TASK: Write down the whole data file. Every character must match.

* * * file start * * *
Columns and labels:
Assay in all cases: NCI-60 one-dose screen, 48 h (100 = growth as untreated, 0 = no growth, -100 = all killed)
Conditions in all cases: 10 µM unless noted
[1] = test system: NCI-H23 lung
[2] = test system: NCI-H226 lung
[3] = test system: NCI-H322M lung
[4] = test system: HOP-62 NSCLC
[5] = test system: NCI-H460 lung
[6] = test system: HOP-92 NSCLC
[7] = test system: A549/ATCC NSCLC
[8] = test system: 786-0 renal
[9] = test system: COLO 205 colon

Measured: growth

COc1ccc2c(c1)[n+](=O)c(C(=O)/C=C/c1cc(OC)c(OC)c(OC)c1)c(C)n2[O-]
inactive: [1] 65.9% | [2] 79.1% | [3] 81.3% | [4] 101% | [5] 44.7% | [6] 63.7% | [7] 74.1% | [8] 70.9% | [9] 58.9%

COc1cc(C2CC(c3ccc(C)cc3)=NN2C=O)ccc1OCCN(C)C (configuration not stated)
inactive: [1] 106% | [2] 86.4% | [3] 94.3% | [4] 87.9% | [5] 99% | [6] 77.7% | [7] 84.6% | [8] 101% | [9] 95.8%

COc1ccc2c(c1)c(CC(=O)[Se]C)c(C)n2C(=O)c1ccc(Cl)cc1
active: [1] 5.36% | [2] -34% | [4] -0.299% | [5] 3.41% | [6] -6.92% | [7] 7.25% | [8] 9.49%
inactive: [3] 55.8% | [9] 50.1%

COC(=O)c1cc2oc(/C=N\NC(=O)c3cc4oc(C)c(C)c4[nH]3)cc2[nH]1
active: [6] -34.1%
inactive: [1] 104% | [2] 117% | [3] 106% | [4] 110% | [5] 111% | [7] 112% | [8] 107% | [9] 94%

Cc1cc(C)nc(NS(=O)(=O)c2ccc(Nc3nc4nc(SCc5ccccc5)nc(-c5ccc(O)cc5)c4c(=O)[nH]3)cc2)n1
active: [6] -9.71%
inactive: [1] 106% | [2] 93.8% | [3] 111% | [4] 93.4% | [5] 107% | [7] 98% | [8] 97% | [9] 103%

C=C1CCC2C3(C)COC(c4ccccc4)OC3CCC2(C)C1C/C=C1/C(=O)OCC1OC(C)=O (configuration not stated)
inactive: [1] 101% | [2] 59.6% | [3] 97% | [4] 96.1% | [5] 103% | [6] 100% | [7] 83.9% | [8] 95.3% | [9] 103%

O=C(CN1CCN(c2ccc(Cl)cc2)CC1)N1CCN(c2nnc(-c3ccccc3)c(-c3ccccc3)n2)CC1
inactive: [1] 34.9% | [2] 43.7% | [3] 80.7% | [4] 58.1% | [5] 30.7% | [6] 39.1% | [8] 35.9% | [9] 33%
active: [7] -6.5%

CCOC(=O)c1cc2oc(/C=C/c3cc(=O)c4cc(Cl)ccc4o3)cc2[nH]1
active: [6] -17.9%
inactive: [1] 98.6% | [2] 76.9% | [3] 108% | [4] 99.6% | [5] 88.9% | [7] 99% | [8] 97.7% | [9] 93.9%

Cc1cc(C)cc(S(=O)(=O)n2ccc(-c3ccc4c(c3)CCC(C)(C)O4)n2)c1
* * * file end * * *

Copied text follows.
Columns and labels:
Assay in all cases: NCI-60 one-dose screen, 48 h (100 = growth as untreated, 0 = no growth, -100 = all killed)
Conditions in all cases: 10 µM unless noted
[1] = test system: NCI-H23 lung
[2] = test system: NCI-H226 lung
[3] = test system: NCI-H322M lung
[4] = test system: HOP-62 NSCLC
[5] = test system: NCI-H460 lung
[6] = test system: HOP-92 NSCLC
[7] = test system: A549/ATCC NSCLC
[8] = test system: 786-0 renal
[9] = test system: COLO 205 colon

Measured: growth

COc1ccc2c(c1)[n+](=O)c(C(=O)/C=C/c1cc(OC)c(OC)c(OC)c1)c(C)n2[O-]
inactive: [1] 65.9% | [2] 79.1% | [3] 81.3% | [4] 101% | [5] 44.7% | [6] 63.7% | [7] 74.1% | [8] 70.9% | [9] 58.9%

COc1cc(C2CC(c3ccc(C)cc3)=NN2C=O)ccc1OCCN(C)C (configuration not stated)
inactive: [1] 106% | [2] 86.4% | [3] 94.3% | [4] 87.9% | [5] 99% | [6] 77.7% | [7] 84.6% | [8] 101% | [9] 95.8%

COc1ccc2c(c1)c(CC(=O)[Se]C)c(C)n2C(=O)c1ccc(Cl)cc1
active: [1] 5.36% | [2] -34% | [4] -0.299% | [5] 3.41% | [6] -6.92% | [7] 7.25% | [8] 9.49%
inactive: [3] 55.8% | [9] 50.1%

COC(=O)c1cc2oc(/C=N\NC(=O)c3cc4oc(C)c(C)c4[nH]3)cc2[nH]1
active: [6] -34.1%
inactive: [1] 104% | [2] 117% | [3] 106% | [4] 110% | [5] 111% | [7] 112% | [8] 107% | [9] 94%

Cc1cc(C)nc(NS(=O)(=O)c2ccc(Nc3nc4nc(SCc5ccccc5)nc(-c5ccc(O)cc5)c4c(=O)[nH]3)cc2)n1
active: [6] -9.71%
inactive: [1] 106% | [2] 93.8% | [3] 111% | [4] 93.4% | [5] 107% | [7] 98% | [8] 97% | [9] 103%

C=C1CCC2C3(C)COC(c4ccccc4)OC3CCC2(C)C1C/C=C1/C(=O)OCC1OC(C)=O (configuration not stated)
inactive: [1] 101% | [2] 59.6% | [3] 97% | [4] 96.1% | [5] 103% | [6] 100% | [7] 83.9% | [8] 95.3% | [9] 103%

O=C(CN1CCN(c2ccc(Cl)cc2)CC1)N1CCN(c2nnc(-c3ccccc3)c(-c3ccccc3)n2)CC1
inactive: [1] 34.9% | [2] 43.7% | [3] 80.7% | [4] 58.1% | [5] 30.7% | [6] 39.1% | [8] 35.9% | [9] 33%
active: [7] -6.5%

CCOC(=O)c1cc2oc(/C=C/c3cc(=O)c4cc(Cl)ccc4o3)cc2[nH]1
active: [6] -17.9%
inactive: [1] 98.6% | [2] 76.9% | [3] 108% | [4] 99.6% | [5] 88.9% | [7] 99% | [8] 97.7% | [9] 93.9%

Cc1cc(C)cc(S(=O)(=O)n2ccc(-c3ccc4c(c3)CCC(C)(C)O4)n2)c1